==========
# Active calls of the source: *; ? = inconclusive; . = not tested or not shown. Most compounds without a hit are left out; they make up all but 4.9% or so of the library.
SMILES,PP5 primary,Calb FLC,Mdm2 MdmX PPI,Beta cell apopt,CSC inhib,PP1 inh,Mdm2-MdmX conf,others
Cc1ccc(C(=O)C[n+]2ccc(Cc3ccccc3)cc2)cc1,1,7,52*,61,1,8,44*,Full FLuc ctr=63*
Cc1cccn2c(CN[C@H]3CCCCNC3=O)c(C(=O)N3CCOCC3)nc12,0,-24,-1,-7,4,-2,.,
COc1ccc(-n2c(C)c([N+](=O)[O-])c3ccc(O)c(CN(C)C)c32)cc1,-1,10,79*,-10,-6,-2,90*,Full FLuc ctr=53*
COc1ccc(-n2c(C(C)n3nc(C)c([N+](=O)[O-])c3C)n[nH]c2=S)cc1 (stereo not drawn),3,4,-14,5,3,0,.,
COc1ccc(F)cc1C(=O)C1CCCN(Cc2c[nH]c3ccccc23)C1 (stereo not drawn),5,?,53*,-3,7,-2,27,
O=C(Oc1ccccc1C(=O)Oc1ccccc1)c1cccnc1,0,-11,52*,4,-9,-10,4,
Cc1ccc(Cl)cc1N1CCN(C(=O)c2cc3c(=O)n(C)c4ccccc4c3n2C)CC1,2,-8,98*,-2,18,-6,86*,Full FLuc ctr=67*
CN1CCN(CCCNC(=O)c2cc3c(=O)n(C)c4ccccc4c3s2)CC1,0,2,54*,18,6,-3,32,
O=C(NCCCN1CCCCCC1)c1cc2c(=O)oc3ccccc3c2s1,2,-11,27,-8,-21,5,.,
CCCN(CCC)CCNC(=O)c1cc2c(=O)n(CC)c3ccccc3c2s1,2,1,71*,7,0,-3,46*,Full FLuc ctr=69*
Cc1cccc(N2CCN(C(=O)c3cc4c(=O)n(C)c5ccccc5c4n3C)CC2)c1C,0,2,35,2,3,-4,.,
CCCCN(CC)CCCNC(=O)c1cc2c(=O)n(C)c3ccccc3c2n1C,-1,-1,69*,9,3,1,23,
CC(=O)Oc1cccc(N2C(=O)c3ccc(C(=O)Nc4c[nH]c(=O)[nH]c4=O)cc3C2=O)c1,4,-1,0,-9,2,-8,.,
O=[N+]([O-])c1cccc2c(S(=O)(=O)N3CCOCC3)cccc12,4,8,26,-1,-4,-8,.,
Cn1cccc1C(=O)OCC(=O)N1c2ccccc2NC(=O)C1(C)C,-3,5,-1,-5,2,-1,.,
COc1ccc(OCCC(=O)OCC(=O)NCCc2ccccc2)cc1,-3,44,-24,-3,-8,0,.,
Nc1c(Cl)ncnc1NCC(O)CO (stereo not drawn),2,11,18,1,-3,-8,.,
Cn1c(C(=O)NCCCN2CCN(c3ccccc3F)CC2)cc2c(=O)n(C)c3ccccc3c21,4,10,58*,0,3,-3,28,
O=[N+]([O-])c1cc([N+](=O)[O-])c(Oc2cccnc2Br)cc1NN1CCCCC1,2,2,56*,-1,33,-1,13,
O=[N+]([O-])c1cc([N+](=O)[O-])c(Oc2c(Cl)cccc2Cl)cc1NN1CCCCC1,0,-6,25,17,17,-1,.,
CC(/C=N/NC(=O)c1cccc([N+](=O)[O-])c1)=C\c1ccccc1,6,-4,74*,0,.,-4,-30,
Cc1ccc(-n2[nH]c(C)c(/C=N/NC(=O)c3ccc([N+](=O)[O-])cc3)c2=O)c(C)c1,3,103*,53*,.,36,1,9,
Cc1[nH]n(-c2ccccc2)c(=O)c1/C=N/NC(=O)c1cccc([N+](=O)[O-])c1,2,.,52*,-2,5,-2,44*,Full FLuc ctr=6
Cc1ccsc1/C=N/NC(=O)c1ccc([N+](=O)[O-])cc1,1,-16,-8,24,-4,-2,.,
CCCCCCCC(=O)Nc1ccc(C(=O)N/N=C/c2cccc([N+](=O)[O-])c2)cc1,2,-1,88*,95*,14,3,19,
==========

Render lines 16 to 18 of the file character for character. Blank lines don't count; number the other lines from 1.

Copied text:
O=[N+]([O-])c1cccc2c(S(=O)(=O)N3CCOCC3)cccc12,4,8,26,-1,-4,-8,.,
Cn1cccc1C(=O)OCC(=O)N1c2ccccc2NC(=O)C1(C)C,-3,5,-1,-5,2,-1,.,
COc1ccc(OCCC(=O)OCC(=O)NCCc2ccccc2)cc1,-3,44,-24,-3,-8,0,.,